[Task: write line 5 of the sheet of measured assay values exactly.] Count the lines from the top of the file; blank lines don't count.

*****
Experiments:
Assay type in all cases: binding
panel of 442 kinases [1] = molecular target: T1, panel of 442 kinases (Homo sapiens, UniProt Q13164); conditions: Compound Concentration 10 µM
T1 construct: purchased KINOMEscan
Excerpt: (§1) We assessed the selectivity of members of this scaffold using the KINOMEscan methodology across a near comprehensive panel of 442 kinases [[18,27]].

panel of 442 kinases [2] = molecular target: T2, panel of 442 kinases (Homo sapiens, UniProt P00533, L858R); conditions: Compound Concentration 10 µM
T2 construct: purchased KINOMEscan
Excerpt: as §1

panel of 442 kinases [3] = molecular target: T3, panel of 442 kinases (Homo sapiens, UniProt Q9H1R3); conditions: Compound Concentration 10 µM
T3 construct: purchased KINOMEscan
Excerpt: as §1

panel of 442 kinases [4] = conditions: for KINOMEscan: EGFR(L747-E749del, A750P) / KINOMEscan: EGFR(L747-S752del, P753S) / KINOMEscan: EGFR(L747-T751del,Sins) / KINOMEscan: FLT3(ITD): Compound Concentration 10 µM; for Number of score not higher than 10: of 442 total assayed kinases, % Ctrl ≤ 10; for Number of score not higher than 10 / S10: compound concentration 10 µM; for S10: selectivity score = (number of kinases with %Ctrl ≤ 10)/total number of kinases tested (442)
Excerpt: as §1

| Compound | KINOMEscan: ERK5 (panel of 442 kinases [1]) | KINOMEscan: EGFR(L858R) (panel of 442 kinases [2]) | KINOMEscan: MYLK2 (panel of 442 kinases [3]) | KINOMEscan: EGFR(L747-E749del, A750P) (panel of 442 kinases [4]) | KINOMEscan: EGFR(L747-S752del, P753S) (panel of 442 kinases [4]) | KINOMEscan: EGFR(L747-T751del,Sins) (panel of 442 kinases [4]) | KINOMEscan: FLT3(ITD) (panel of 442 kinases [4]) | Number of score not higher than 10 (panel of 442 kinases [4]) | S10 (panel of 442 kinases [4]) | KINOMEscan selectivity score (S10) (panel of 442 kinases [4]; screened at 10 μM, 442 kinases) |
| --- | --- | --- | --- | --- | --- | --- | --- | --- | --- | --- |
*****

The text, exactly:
Excerpt: (§1) We assessed the selectivity of members of this scaffold using the KINOMEscan methodology across a near comprehensive panel of 442 kinases [[18,27]].